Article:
It will be interesting to see these shows dry up once it's nearly impossible to flip a house. Maybe soon, we'll start seeing shows like "Foreclose This House" or "Property Auction".

Submitted by PerryChase on August 21, 2006 - 10:06am.

I don't have cable to so I didn't even know those shows existed.

But talk about irresponsibility!!  The bulls continuously say that us realists who discuss a 30-50% decline in real estate are irresponsible.  

Those shows will cause many "investors" to loose their shirts.   

Submitted by no_such_reality on August 21, 2006 - 10:26am.

I don't know. They're educational. :-)

I'm not sure which one I saw this weekend, but as we were leaving, the guy, (couple had bought to flip), was on the phone with his boss quitting his job becuase they had missed their deadline for him to get it done. Twice. On top of it, they were broke having blown the budget. Bought in a rough neighborhood, and were living in fear of the mailbox becuase of the bills that kept arriving.

All this before they put it up for sale and it was doubtful they'd even break even...

Submitted by Doofrat on August 21, 2006 - 11:08am.

Great job waiting!!!! My wife and I were watching this exact episode and I said they should have to go back and show what they really sold it for in later episodes, but I guess at 60+ days on the market, it wouldn't make this season!

PerryChase, you're missing out on these shows, they're great! Somebody buys a fixer upper that you think they bought for about $400,000, but then you find out they paid more like $600,000. They fix up the kitchen with, guess what, stainless and granite! They point around alot and show some contractors sawing. The house either looks pretty cool at the end, or has some whacked out design. Either way a realtor comes in and says how great it looks. Then the realtor says I think it'll sell right away for $4.8 million dollars.
Then at the end they state the figures like the place is already sold:

Cost of house: $600,000
Fixup costs: $55,000
Listing Price: $4,800,000
Time to fixup: 3 weeks

Potential Profit: $4,145,000

I'm exagerrating a bit here, but not much. If you're pessimistic, you'll think that these people are crazy, if your an optimist, you'll be writing your resignation letter to your boss and calling a broker to get an Option ARM so you can make your millions flipping.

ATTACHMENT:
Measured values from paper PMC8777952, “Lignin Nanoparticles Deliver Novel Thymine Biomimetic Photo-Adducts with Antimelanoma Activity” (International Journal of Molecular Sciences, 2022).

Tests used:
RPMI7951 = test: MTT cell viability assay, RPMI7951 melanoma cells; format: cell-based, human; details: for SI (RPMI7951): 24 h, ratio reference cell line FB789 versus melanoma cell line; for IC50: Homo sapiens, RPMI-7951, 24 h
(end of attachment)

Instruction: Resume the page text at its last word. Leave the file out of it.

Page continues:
Submitted by powayseller on August 21, 2006 - 12:22pm.

I don't have cable, so I've never seen any of these shows. I might have a chance tonight though. What time/station does one air tonight?

Submitted by IONEGARM on August 21, 2006 - 12:44pm.

I went past this house when it was listed in June, it was put up on craigslist and I make it a point to check out all craftsman I can.

It is in a horrible location, Coldwater is a super busy street with lots of high density low rent housing nearby, lots of bar on windows and unkept houses. The guy did a terrific job, even if I dont care for the outside much, so many people flip so much worse. He took his time and did a good job. But I dont think it will make up for the horrible location.

Submitted by waiting hawk on August 21, 2006 - 12:54pm.

I thought he did a poor job due to cheap materials. That bathroom tile is the cheapest u can just about install and not to mention LAMINATE FLOORING. I mean for 700k "laminate floors"? WOW

Also the colors are awful. Even the flipper said that he chose what he liked for colors and didnt care much if anyone else didn't like em. Only thing decent is the 12k sized lot. Other than that, that house wont sell close to that.
The second this episode was done I told my wife, "I bet it is still for sale and I'll find it". Sure enough I found it in 2 secs.

My website tracking Temecula and South Riverside County

Submitted by IONEGARM on August 21, 2006 - 1:29pm.

This is the "Property Ladder" house from Saturday, it didnt sell like they suggested on the show (they said it received an offer off of CL for 255k)

Submitted by waiting hawk on August 21, 2006 - 1:44pm.